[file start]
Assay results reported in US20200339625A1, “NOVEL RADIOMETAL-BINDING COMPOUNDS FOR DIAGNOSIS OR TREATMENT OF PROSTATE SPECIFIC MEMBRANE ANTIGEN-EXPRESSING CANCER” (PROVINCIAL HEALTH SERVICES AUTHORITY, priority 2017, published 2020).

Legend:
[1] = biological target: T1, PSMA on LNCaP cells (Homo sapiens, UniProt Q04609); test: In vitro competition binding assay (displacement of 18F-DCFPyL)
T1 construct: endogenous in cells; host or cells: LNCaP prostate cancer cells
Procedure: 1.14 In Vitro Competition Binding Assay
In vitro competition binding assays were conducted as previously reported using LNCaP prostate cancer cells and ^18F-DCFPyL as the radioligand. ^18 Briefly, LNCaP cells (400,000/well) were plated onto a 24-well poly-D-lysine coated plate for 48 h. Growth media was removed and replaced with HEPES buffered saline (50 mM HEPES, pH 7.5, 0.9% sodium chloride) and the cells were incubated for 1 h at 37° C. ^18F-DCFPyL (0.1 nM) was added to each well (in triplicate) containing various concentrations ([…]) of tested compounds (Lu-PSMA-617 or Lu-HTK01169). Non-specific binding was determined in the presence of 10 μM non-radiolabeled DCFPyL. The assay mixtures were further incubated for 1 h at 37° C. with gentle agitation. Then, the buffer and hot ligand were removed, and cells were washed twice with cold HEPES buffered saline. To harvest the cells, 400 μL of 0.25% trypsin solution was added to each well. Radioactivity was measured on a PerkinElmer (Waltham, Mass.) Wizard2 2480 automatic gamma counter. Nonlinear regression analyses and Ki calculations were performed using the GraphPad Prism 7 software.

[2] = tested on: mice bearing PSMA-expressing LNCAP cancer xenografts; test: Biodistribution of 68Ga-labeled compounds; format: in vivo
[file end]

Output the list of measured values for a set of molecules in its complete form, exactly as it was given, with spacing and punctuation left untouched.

Assay results reported in US20200339625A1, “NOVEL RADIOMETAL-BINDING COMPOUNDS FOR DIAGNOSIS OR TREATMENT OF PROSTATE SPECIFIC MEMBRANE ANTIGEN-EXPRESSING CANCER” (PROVINCIAL HEALTH SERVICES AUTHORITY, priority 2017, published 2020).

Legend:
[1] = biological target: T1, PSMA on LNCaP cells (Homo sapiens, UniProt Q04609); test: In vitro competition binding assay (displacement of 18F-DCFPyL)
T1 construct: endogenous in cells; host or cells: LNCaP prostate cancer cells
Procedure: 1.14 In Vitro Competition Binding Assay
In vitro competition binding assays were conducted as previously reported using LNCaP prostate cancer cells and ^18F-DCFPyL as the radioligand. ^18 Briefly, LNCaP cells (400,000/well) were plated onto a 24-well poly-D-lysine coated plate for 48 h. Growth media was removed and replaced with HEPES buffered saline (50 mM HEPES, pH 7.5, 0.9% sodium chloride) and the cells were incubated for 1 h at 37° C. ^18F-DCFPyL (0.1 nM) was added to each well (in triplicate) containing various concentrations ([…]) of tested compounds (Lu-PSMA-617 or Lu-HTK01169). Non-specific binding was determined in the presence of 10 μM non-radiolabeled DCFPyL. The assay mixtures were further incubated for 1 h at 37° C. with gentle agitation. Then, the buffer and hot ligand were removed, and cells were washed twice with cold HEPES buffered saline. To harvest the cells, 400 μL of 0.25% trypsin solution was added to each well. Radioactivity was measured on a PerkinElmer (Waltham, Mass.) Wizard2 2480 automatic gamma counter. Nonlinear regression analyses and Ki calculations were performed using the GraphPad Prism 7 software.

[2] = tested on: mice bearing PSMA-expressing LNCAP cancer xenografts; test: Biodistribution of 68Ga-labeled compounds; format: in vivo